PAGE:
The Microsoft developer ecosystem has been alive with buzz about Windows 8 all week
at the Build conference.
What everyone is talking about is the new Metro user
experience and interface and the new WinRT API
that supports it.
I was one of the lucky ones who got a ticket to Build before it sold out and received
the developer prototype hardware tablet running the early preview of Windows 8
(I’ve never had prototype hardware before!) After playing with it for a few
days, I can say that while the app store is not open yet and it is obvious that
the software is pre-alpha (there is no Metro mail client for example) running on prototype
hardware, I can tell you that the new Metro UI experience is awesome. The iPad will
have true competition.
While the iPad ushered in this form factor and paradigm, with Windows 8 Metro, Microsoft
has taken it to a new level. Windows 8 Metro uses the same immersive app concept
pioneered by the iPad, however, the desktop is alive with data via “live tiles.” Instead
of boring icons like the iPad, Metro gives you a truly interactive experience. The
live tiles are live updates from the apps, everything from RSS feeds and Twiter to
stocks and weather. You have full control over this experience and can customize the
notifications or even turn them off (but not sure why you would want to do this.)
As I have played with Windows 8 all week, I never found myself going to “Desktop”
mode on the tablet. As I interacted with the Metro tiles, I found myself doing all
of the “tablet” things I normally do on my iPad. When I had to “work” (like write
long emails and blog posts), I found myself using my laptop.
Windows 8 gives you the ability to have the “best of both worlds” where you can use
the Metro style UI and then when you need to, dock your tablet into a station and
use it in “desktop” mode using traditional Windows with a mouse and keyboard. This
is a great feature that will undoubtedly be used by millions of people.
That said, Microsoft needs to OEM a version of Windows 8 to tablet hardware developers
that will only run in Metro mode. While I fully expect that my next laptop will have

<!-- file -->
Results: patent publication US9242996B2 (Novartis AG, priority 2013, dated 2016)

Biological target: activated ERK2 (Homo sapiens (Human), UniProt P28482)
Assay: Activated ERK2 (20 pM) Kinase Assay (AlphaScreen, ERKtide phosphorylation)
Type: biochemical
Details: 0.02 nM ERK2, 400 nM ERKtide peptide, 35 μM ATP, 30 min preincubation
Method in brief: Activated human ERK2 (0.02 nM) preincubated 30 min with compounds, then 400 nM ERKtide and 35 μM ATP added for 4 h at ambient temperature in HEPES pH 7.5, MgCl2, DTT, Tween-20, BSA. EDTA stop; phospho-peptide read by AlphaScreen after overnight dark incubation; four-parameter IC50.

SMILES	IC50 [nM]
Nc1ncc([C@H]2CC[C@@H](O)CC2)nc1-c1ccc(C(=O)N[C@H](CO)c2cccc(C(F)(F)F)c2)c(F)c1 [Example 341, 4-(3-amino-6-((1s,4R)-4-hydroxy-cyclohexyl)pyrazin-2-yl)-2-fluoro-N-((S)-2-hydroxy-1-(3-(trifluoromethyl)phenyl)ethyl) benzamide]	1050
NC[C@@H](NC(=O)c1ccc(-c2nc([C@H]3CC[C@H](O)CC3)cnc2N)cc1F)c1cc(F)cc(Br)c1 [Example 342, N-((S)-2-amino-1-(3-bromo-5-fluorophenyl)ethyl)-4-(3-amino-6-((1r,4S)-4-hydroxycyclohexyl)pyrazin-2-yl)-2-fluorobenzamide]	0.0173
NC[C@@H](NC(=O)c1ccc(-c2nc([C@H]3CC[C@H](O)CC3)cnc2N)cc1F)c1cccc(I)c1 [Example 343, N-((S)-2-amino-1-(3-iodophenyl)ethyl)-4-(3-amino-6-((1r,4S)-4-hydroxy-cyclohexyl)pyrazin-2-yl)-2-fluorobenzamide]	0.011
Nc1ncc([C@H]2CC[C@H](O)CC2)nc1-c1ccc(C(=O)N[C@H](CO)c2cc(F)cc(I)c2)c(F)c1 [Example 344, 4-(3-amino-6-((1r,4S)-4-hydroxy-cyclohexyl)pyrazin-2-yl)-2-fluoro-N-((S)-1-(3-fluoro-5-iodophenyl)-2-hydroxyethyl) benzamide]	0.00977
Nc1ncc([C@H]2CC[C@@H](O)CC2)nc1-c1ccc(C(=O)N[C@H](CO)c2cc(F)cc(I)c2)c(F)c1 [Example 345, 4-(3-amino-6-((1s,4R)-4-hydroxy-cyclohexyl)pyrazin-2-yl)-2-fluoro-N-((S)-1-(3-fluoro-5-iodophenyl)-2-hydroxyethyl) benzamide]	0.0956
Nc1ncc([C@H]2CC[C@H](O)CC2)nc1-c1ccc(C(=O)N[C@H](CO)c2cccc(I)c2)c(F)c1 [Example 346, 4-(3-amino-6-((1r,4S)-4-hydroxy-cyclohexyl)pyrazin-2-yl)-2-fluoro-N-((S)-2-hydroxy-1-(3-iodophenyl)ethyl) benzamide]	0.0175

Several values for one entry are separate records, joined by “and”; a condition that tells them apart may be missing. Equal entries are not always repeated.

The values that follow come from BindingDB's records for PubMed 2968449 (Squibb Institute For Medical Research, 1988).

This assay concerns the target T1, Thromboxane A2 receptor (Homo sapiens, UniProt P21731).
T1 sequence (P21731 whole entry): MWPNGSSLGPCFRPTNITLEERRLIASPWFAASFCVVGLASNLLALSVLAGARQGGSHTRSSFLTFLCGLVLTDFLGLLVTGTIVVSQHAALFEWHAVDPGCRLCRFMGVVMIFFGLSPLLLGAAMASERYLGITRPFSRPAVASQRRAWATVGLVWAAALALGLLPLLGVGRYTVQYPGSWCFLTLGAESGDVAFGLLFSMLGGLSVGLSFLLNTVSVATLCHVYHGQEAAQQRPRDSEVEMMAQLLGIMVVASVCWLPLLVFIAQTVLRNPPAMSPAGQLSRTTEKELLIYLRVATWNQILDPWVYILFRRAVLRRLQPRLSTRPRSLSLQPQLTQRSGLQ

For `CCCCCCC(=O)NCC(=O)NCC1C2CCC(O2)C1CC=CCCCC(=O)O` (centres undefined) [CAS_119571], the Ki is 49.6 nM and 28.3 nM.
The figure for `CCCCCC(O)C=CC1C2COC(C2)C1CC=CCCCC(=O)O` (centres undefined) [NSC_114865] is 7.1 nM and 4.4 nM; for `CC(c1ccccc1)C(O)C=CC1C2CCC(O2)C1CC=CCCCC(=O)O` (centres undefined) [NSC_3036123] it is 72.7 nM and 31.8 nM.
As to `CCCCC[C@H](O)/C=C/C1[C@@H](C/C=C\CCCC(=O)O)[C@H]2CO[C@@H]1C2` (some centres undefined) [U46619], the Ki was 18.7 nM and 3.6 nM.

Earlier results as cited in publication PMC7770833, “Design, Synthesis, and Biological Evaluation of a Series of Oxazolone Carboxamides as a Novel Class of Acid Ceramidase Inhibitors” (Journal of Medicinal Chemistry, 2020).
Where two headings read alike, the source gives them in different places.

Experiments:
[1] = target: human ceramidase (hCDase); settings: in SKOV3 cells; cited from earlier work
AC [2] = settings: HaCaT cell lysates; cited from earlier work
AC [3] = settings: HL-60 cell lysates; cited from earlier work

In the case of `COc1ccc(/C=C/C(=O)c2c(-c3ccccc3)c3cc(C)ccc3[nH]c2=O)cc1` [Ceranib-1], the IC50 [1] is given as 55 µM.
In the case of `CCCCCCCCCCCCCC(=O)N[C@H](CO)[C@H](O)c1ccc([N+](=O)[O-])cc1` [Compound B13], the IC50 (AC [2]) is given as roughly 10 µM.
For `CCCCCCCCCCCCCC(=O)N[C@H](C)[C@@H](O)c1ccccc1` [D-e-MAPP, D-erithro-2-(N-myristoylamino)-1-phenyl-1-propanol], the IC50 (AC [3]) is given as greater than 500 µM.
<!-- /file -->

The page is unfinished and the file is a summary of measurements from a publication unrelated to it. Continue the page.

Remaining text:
a touch screen and I will interact with Windows 8 Metro mode often on it, my experience
on the laptop will mostly be running in traditional desktop mode with a mouse and
keyboard (try writing this blog post on a tablet today). At the same time, I would
also want a (cheaper) Windows 8 tablet where I only interact with the Metro UI. Just
like how I have a laptop PC and tablet iPad today, I use each in different scenarios.
In short, laptop for work, tablet for play.
When people buy a tablet like the iPad, they want the immersive experience and that
experience only. I have argued
before that people don’t want a tablet that is a laptop replacement, they want
both devices. When using a tablet, I don’t need to go out to the desktop mode and
use Outlook, I just want to use the touch UI and a lightweight app for my mail. When
using my laptop, I don’t want the constraints of a tablet. They are different devices
that have different uses.
With a Metro-only SKU of Windows, the tablet vendors can build truly awesome experiences
that don’t have any of traditional Windows running. They can build lower power devices
that run on ARM and hit the $500 or below price
point. It will be clear that this is a “tablet” and not a PC. People love the experience
of the iPad, they like how they are constrained and can’t do the things they do on
their PCs. These constraints force the consumer to interact with the iPad differently,
and that has led to its success. If Windows removes those constraints, allowing the
tablet users to shell out to Windows, then it will most likely confuse the customer
and ultimately fail. Just like all of the Android tablets trying to add “laptop” features
and have failed so far.
I asked a Microsoft executive point blank yesterday if they were going to have a tablet
Metro-only SKU of Windows. While he said my question was “insightful”, he said Microsoft
has made no SKU decisions at this time. At least he did not say no.
Stephen Forte sits on the board of several start-ups including Triton Works. Stephen is also the Microsoft Regional Director for the NY Metro region and speaks regularly at industry conferences around the world. He has written several books on application and database development including Programming SQL Server 2008 (MS Press).
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